Propagation de K7RA

19:29 Fernando Luiz de Souza 0 Comments





03 November, 2012ARLP044
Solar activity quieted this week. Average daily sunspot numbers were down nearly 37 points to 58.4. Average daily solar flux declined 27 points to 116.9.
Predicted solar flux values are 100 for November 2-3, 105 on November 4-5, 110 on November 6-9, 120 on November 10-11, 125 on November 12-13, 130 on November 14, and peaking at 135 on November 15-20, then 130, 125 and 120 on November 21-23, and 115 on November 24-26. It then drops to a minimum of 100 on November 29 through December 1, then back to a high of 135 by mid-December.
The predicted planetary A index is 10 and 8 on November 2-3, 5 on November 4-5, 7 on November 6-7, then 10, 12 and 15 on November
8-10, 5 on November 11 through December 4, and 10, 20 and 15 again on December 5-7, followed by a quiet 5 again through December 16.
A coronal mass ejection hit Earth's magnetic field at 1530 UTC on October 31. This sparked aurora and contributed to the planetary and mid-latitude A index of 17 on November 1, with the college A index (in Alaska) at a stormy 48. The activity is subsiding, with a declining A index through the weekend.
This will be important to domestic HF contesters, as the ARRL November CW Sweepstakes is this weekend. Conditions should be pretty good for the contest.
The geomagnetic forecast from OK1HH says quiet to unsettled activity November 2-3, mostly quiet November 4, quiet to active November 5-6, quiet to unsettled November 7-8, quiet to active November 9, active to disturbed November 10, quiet to active November 11, mostly quiet November 12-14, quiet November 15-18,.mostly quiet November 19, quiet November 20-22, and mostly quiet November 23-24.
Last weekend (October 27-28) was the SSB portion of the CQ World Wide DX Contest. The CW weekend is right after Thanksgiving, November 24-25. Jeff Hartley, N8II in West Virginia reports: "I operated 10 meters single band in the contest, but the band was nearly closed as expected at the start, so I migrated down for a few 20 meter Qs. 20 was open nearly world wide for the first 2 hours with excellent conditions over the pole from just west of JA all the way across to northern Europe; there were also a few very southwestern Europeans workable and the Middle East was loud as usual at that time of day. I worked many Russians including all call areas. RT4RO was S9+25-30 dB. BA, YE2, A7, VU, EY were all logged along with some very loud Africans (C5A, D4C, 5Z4EE). VK1CC called in via long path around 0100z, unusual to work that path so late.
This was probably the best 20 meters has ever been at the contest start in my many years of contesting.
"The solar flux averaged around 120 over the weekend with Saturday being slightly better. This allowed excellent conditions to all of Europe and fairly long openings to Russia including zone 17 UA9s.
But propagation was very limited to central Asia (worked two UNs with good signals Sunday) and the Far East (none logged) beyond JA; conditions were better to there last year. Good European conditions and activity allowed me to make over 2,150 QSOs with 1,000 in the log by 1715Z Saturday! There was activity up to above 28.8 MHz during the peak time to Europe. Even stations with poor antennas and running QRP were easy to work for hours. Conditions to the south Pacific were rather poor (worse than expected) except from 2300-2330z the last day; mid afternoon to late afternoon. Sunday was pretty much dead that direction except for KH6. KH2/KH0 stations were extremely loud from 2100z until 2300z, much louder than the JAs, about 10 stations were logged total from those 2 countries."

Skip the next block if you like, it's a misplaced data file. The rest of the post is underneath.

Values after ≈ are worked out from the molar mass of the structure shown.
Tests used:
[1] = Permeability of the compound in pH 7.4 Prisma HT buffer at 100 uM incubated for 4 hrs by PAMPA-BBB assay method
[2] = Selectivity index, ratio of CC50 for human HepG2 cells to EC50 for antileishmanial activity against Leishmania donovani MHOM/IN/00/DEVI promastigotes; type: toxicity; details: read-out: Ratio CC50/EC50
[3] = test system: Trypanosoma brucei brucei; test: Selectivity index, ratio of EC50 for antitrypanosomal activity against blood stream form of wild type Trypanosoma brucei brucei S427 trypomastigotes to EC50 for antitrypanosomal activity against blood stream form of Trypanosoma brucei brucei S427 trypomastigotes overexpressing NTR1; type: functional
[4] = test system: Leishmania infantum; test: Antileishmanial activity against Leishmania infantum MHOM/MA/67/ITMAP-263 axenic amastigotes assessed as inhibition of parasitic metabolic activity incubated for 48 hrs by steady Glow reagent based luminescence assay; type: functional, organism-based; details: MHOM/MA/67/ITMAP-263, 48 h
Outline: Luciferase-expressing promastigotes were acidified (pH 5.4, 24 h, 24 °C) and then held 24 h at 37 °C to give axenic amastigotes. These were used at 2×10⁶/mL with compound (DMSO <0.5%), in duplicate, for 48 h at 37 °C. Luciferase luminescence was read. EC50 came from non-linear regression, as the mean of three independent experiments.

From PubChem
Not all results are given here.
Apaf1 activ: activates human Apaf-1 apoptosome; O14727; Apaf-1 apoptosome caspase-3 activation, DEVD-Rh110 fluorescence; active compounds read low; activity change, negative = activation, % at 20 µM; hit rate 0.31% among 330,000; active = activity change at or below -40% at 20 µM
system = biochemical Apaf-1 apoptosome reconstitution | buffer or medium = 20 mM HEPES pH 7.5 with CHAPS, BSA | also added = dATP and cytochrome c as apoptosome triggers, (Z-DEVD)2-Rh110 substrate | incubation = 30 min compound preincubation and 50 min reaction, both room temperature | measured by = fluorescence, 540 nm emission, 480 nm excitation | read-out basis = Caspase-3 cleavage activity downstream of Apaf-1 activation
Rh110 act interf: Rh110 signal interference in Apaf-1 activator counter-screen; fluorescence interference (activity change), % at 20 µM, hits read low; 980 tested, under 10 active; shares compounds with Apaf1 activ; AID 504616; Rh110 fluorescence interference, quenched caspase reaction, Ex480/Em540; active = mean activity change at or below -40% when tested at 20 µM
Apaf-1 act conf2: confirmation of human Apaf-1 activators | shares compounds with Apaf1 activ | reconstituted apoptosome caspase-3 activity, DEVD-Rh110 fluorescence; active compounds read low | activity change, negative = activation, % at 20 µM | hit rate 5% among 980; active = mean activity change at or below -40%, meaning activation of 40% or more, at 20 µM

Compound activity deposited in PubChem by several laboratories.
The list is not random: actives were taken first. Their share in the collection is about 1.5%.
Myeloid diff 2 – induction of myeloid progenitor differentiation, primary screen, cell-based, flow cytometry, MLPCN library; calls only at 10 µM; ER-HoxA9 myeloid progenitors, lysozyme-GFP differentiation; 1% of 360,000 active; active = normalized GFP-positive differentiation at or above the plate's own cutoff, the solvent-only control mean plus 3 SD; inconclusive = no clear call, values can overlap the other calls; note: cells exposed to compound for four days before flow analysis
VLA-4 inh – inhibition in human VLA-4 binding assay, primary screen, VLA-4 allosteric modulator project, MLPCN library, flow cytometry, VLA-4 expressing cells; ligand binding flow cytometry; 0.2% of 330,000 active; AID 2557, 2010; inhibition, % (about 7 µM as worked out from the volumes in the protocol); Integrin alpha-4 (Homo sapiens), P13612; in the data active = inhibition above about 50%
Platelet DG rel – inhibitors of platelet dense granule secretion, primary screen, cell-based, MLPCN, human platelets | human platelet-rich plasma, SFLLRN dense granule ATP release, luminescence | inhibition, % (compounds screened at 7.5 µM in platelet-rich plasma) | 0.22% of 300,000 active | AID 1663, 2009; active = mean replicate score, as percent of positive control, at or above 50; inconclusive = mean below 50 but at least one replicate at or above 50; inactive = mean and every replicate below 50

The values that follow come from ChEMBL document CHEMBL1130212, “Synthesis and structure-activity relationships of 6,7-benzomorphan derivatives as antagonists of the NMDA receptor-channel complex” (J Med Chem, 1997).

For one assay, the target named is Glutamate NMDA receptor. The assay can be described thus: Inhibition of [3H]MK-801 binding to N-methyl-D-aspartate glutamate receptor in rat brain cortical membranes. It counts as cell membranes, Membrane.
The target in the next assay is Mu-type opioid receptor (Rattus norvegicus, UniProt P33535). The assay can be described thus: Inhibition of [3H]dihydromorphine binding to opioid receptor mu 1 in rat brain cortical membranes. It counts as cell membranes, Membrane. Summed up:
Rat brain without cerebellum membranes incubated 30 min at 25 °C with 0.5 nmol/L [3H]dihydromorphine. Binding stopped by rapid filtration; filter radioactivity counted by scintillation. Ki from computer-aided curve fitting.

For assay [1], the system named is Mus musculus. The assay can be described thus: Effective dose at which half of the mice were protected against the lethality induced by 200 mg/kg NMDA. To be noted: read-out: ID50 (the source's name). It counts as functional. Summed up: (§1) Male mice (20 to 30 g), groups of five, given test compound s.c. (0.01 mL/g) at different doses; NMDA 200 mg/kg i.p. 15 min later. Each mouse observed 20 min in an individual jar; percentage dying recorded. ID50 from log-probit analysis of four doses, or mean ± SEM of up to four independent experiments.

Steve Brunt, K6AAB of Fresno, California reports, "Conditions this weekend were fabulous! 10 meters was open until 0200z on the West Coast. Could have worked 10 single band, but didn't. 15 meters was also great with worldwide openings. 20 meters was open, but odd propagation. I could hear lots of Eastern Europeans, but couldn't work them. I completely missed Zone 15 on 20."
Jon Jones, N0JK in Kansas reports, "Sunday afternoon there were great conditions in the CQ WW SSB contest to the Far East. Many Japanese stations were 20 over S9 on 10 meters just before sunset Sunday afternoon. I worked AH2, AH0, Japan, China, and Hawaii with 100 watts and a CB mag-mount whip. Most stations worked on first or second call."
If you would like to make a comment or have a tip for our readers, mail the author at, k7ra@arrl.net.
For more information concerning radio propagation, see the ARRL Technical Information Service at
http://arrl.org/propagation-of-rf-signals.
For an explanation of the numbers used in this bulletin, see
http://arrl.org/the-sun-the-earth-the-ionosphere.
An archive ofpast propagation bulletins is at
http://arrl.org/w1aw-bulletins-archive-propagation.
Find more good information and tutorials on propagation at
http://myplace.frontier.com/~k9la/.
Monthly propagation charts between four USA regions and twelve
overseas locations are at http://arrl.org/propagation.
Instructions for starting or ending email distribution of ARRL bulletins are at http://arrl.org/bulletins.
Sunspot numbers for October 25 through 31 were 58, 71, 59, 55, 75, 56, and 35, with a mean of 58.4. 10.7 cm flux was 130, 130.7, 121.7, 117, 108.4, 106.3, and 104.2, with a mean of 116.9. Estimated planetary A indices were 4, 4, 4, 3, 3, 2, and 5, with a mean of 3.6. Estimated mid-latitude A indices were 3, 4, 3, 3, 2, 1, and 5, with a mean of 3.
• All propagation reports can be found at:
http://www.southgatearc.org/propagation

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